What is apraxia of speech?
Apraxia of speech is a term used to describe a discrepancy between the sounds of a word as you “hear them” in your head and the sounds of the word as they emerge from your mouth. But the discrepancy in apraxia isn’t due to muscle weakness, but to “crossed wires” in the messages from the brain to the mouth.
How do you know if you have apraxia of speech?
Apraxia of speech is notoriously difficult to diagnose with confidence, partly because it’s most often suspected in people who also have at least some degree of aphasia. If you have aphasia, it’s quite likely that the sounds of the words in your head will themselves be unstable. This makes it very hard to establish how much of your difficulty saying words is down to instability of internal sounds and how much is down to translating these sounds into the physical movements for speech.
How can we tell how stable the sounds are in your head? Cuespeak contains one module designed specifically to shed some light on this: Rhyme Judgement.
In the Rhyme Judgement module you see a picture (such as a pear in the example below) and have to decide which of three other pictures rhymes with that word – in the pear example (below) the options are chair, beer and comb. If you can do this reliably across a number of pictures, it illustrates that you can “hear” the sounds of the words clearly in your head, regardless of whether or not you can actually say the words.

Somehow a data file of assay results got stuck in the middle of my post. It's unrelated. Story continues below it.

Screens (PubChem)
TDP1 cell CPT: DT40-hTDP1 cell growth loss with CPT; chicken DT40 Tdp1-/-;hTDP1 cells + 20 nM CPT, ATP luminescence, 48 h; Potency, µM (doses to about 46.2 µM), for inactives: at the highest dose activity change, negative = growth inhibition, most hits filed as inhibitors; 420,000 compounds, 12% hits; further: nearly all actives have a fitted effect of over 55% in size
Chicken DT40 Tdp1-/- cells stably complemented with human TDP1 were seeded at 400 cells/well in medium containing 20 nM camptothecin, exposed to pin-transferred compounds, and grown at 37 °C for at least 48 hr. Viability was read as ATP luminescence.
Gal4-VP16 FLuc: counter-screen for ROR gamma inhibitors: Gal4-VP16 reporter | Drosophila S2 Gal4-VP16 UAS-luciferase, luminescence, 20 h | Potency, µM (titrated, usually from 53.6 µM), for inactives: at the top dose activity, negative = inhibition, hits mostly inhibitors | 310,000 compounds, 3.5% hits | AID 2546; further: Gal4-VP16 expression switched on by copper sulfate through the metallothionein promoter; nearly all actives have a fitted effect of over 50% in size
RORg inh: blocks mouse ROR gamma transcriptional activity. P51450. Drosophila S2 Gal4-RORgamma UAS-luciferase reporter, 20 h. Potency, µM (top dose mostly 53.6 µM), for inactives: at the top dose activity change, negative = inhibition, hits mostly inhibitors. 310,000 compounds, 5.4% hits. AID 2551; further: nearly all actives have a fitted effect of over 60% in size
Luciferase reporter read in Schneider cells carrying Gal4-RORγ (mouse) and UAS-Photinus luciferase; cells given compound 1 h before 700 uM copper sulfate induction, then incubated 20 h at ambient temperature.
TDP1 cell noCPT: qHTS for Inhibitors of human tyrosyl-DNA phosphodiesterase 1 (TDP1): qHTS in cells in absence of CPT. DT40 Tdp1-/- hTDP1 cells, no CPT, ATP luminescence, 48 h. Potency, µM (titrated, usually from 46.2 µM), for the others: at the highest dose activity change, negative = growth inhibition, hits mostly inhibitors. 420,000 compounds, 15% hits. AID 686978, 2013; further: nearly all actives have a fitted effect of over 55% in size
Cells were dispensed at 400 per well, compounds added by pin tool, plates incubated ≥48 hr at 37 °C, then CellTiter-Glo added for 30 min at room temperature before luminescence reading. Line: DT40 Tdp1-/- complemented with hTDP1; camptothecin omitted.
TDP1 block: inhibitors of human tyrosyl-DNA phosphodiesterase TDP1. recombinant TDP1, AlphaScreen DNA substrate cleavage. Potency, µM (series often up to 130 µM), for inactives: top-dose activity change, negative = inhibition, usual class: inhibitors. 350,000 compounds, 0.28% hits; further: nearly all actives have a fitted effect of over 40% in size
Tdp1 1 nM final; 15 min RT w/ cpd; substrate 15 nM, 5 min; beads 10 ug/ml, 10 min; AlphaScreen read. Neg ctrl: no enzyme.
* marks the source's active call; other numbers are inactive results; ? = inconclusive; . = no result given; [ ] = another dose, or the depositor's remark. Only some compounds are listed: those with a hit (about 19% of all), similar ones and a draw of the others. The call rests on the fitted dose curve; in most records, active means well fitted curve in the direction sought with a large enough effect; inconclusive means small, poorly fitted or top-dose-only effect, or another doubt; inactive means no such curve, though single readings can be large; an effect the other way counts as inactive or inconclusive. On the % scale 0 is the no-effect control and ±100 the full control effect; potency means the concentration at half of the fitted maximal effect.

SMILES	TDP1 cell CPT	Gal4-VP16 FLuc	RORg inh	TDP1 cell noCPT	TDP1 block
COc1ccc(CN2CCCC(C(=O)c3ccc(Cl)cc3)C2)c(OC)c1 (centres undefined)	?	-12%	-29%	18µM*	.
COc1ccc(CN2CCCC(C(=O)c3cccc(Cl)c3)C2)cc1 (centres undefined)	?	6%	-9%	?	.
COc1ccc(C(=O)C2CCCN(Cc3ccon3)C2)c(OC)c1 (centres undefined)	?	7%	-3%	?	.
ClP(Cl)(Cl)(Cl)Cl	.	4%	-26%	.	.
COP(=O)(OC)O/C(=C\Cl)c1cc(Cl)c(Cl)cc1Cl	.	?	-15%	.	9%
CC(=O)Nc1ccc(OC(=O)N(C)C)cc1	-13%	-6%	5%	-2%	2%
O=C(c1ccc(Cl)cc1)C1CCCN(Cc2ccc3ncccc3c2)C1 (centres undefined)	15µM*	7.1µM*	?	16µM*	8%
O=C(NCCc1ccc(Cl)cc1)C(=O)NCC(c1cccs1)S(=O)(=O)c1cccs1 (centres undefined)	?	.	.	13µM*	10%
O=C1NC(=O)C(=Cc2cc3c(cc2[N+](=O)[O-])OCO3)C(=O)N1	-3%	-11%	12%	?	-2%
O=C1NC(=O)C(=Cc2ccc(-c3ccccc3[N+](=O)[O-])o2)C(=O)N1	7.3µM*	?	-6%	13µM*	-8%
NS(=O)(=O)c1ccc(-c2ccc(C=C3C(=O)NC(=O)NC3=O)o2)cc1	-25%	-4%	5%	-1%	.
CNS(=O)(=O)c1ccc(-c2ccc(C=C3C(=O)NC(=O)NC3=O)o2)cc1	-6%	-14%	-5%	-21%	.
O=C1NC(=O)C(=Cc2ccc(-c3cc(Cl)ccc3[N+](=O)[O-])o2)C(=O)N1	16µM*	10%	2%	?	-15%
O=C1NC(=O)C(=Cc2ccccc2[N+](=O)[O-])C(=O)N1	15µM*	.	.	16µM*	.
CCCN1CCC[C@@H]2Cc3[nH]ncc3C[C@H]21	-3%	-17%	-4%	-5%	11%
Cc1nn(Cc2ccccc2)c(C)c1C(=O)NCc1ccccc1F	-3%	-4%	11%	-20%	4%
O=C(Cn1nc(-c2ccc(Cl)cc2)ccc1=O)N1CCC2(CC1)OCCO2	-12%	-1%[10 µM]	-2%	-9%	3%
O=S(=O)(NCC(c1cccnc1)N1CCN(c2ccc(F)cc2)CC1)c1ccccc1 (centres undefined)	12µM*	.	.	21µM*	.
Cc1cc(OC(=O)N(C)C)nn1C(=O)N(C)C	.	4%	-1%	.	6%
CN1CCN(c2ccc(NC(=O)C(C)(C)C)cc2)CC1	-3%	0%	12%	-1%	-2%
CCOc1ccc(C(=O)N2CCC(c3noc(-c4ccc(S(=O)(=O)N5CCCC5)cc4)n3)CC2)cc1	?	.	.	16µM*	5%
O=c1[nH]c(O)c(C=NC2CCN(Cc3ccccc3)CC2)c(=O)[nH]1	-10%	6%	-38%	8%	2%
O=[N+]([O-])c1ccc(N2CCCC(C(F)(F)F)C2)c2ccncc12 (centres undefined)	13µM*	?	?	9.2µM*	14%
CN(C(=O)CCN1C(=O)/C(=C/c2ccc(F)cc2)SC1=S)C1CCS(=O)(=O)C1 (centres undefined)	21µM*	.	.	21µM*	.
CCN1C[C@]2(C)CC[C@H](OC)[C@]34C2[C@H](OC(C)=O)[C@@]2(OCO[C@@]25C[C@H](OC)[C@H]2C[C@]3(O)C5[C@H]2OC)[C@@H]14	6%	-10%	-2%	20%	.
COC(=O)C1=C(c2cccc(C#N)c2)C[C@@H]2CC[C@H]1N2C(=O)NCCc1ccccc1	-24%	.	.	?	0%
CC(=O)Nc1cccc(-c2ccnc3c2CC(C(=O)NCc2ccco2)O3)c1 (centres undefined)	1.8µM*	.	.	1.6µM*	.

It’s rare for people to be able to succeed in this task and yet be unable to say the words in question. In other words, it’s rare for people to have apraxia of speech without an instability of the underlying sound structure.
In the Rhyme Judgement exercise, success is, as often, more informative than failure. Success illustrates that you have the sound of the word clearly in your head. Failure could result from not recognising the pictures, not knowing anything about the sounds of word, knowing something about the sounds of the word but not enough to succeed, not understanding what the task requires or not understanding the concept of rhyme.
How does apraxia therapy differ from aphasia therapy?
In general, apraxia therapy focusses more on the mechanical aspects of speech, while aphasia therapy focusses more on the internal aspects of language processing. But the division between speech and language is not clear cut.
There are complex interactions between language and speech, meaning that in practice there is often considerable overlap between the focus of each. So there might be a case for working on “articulation” even for someone whose primary difficulty is at the level of internal sounds, just as much as someone we consider to have apraxia is likely to benefit from therapy to stabilise internal sounds.